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basic rest-activity cycle

A biological rhythm of waxing and waning alertness with a period of approximately 90 minutes in humans. During sleep it controls the cycles of REM and slow-wave sleep. Also called the ...

Bacteria and Archaea

Bacteria and Archaea   Reference library

Encyclopedia of Evolution

Reference type:
Subject Reference
Current Version:
2005
Subject:
Science and technology, Life Sciences, Social sciences, Anthropology
Length:
3,133 words
Illustration(s):
2

...number of microbes deriving their existence from coupling the oxidation-reduction reactions is incredibly important for the cycling of elements on earth. Global cycles, including those of carbon, nitrogen, and sulfur, are driven primarily by the metabolic activity of microbes, and it is these activities that support plant and animal life on the planet. Most of what we know about microbes and their contribution to global cycles is derived from studies of microbes that have been isolated from all other organisms and grown in “pure cultures.” Growing a...

Plants

Plants   Reference library

Encyclopedia of Evolution

Reference type:
Subject Reference
Current Version:
2005
Subject:
Science and technology, Life Sciences, Social sciences, Anthropology
Length:
4,987 words
Illustration(s):
4

...plant morphology; excellent on life cycles. Graham, L. E. Origin of Land Plants . New York, 1993. A synthetic treatment of charophytes and the origin of land plants. Heywood V. H. , ed. Flowering Plants of the World . New York, 1978. A thoroughly illustrated compendium of information on angiosperm diversity. Judd, W. S. , C. S. Campbell , E. A. Kellogg , and P. F. Stevens . Plant Systematics. A Phylogenetic Approach . Sunderland, Mass., 1999. A phylogenetically oriented systematics textbook emphasizing basic principles and an overview of angiosperm...

Primates

Primates   Reference library

Encyclopedia of Evolution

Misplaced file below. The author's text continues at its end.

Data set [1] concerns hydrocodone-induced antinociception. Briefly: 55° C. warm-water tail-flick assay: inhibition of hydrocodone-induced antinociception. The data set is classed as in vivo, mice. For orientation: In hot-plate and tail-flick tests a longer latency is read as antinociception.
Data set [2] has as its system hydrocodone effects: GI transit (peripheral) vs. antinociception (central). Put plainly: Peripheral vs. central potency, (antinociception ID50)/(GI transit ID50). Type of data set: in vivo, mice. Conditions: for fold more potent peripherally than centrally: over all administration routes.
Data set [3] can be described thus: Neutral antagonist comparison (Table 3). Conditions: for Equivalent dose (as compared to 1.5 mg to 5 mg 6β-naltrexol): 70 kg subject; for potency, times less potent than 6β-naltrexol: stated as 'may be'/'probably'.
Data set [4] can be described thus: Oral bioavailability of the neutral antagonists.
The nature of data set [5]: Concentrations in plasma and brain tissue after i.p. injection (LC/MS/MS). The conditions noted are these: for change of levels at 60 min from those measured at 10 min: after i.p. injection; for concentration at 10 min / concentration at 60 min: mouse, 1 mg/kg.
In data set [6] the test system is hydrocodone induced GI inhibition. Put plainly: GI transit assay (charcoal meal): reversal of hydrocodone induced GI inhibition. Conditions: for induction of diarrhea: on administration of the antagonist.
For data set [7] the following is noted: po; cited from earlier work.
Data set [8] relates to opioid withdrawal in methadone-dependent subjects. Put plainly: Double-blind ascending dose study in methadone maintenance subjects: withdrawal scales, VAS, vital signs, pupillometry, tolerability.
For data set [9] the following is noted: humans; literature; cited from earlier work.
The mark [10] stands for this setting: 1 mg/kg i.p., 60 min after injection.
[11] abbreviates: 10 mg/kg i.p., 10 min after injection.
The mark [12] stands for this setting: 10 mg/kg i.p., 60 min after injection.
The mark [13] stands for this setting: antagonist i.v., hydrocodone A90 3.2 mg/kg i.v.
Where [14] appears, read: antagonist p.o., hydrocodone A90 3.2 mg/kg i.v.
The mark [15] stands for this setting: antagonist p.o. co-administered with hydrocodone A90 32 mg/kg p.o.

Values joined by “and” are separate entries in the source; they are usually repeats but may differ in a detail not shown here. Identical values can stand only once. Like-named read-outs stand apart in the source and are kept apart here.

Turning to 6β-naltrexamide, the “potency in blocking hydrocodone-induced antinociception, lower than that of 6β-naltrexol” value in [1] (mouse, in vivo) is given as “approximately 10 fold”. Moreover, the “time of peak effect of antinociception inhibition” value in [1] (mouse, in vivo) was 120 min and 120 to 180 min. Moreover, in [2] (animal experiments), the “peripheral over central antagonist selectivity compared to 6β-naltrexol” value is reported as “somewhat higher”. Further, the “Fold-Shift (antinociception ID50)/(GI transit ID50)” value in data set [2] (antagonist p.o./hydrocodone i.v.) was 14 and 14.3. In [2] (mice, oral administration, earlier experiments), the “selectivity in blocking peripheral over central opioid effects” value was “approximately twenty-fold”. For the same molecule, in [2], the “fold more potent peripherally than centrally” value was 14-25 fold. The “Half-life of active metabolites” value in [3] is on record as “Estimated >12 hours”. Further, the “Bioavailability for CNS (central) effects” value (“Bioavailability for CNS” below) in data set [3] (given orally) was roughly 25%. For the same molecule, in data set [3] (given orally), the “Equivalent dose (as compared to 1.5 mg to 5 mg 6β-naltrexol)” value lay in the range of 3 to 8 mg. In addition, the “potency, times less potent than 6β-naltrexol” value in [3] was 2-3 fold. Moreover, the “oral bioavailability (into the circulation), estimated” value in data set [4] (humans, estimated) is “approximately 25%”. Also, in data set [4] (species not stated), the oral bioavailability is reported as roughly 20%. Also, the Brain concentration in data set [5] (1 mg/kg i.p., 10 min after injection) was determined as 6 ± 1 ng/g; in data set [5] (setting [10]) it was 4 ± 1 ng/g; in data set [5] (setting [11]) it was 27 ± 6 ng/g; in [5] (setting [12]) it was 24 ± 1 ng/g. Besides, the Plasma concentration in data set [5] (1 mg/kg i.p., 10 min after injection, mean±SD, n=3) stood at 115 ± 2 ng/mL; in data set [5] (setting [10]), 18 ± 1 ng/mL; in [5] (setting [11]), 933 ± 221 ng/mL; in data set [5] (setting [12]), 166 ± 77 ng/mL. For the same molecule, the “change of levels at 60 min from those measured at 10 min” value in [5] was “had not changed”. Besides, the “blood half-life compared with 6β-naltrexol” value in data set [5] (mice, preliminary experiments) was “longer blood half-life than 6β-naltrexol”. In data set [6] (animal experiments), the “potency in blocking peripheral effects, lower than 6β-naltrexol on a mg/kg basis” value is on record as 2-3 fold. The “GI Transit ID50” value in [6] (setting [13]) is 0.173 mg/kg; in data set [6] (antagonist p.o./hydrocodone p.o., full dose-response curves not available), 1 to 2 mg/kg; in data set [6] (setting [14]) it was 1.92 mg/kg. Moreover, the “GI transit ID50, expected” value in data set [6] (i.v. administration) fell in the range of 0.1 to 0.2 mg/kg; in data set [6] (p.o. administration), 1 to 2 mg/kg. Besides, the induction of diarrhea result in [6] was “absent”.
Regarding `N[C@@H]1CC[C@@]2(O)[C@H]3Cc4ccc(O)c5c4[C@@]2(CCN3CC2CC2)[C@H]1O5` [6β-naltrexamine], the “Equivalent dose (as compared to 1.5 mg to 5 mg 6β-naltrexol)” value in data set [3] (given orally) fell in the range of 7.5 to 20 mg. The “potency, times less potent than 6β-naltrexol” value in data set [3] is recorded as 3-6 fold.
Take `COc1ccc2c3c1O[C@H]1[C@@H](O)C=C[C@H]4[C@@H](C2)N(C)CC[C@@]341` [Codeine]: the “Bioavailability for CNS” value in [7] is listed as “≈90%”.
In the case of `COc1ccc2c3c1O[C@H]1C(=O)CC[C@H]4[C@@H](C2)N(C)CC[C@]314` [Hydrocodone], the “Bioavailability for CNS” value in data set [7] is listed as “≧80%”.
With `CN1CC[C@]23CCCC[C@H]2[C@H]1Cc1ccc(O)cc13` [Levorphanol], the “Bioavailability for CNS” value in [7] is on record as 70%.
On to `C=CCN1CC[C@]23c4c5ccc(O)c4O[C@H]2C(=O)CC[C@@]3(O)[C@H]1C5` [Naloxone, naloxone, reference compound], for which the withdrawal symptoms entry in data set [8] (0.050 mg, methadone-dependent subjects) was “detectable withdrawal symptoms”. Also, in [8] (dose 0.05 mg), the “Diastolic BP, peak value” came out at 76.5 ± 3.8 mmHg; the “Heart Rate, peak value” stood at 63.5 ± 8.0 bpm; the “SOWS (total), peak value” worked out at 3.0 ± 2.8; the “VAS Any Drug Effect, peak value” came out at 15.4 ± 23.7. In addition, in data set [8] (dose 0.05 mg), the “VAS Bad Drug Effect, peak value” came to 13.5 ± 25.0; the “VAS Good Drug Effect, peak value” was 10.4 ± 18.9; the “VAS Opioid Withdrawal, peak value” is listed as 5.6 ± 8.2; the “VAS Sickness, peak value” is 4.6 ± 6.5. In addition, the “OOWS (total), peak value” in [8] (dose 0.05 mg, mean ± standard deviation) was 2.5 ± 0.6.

Reference type:
Subject Reference
Current Version:
2005

...mating, and show opportunistic sexual proceptivity when encountering new males, even if ovarian activity is impossible, such as during pregnancy. Mating among prosimians approaches that of the estrous cycles of many other mammals, but New World monkeys have longer and more opportunistic mating periods. Females of Old World primates (Catarrhini) have taken this one step further, often mating during half or even all of an ovarian cycle. Their cycles have follicular phases twice as long as those of other primates and are of unusually variable duration,...

Viruses

Viruses   Reference library

Encyclopedia of Evolution

Reference type:
Subject Reference
Current Version:
2005

...genomes composed entirely of RNA, whereas others have genomes of only DNA. Although fundamental, the division between RNA and DNA genomes is not always clear-cut, because some viruses, like HIV and other retroviruses, have both RNA and DNA genomic stages in their life cycle: the genome that rests in the virus particle is composed of RNA, and a DNA copy is inserted into the host genome. Within both RNA and DNA viruses further subdivisions can be made according to the number of strands of nucleic acid that make up the genome and their orientation. Most RNA...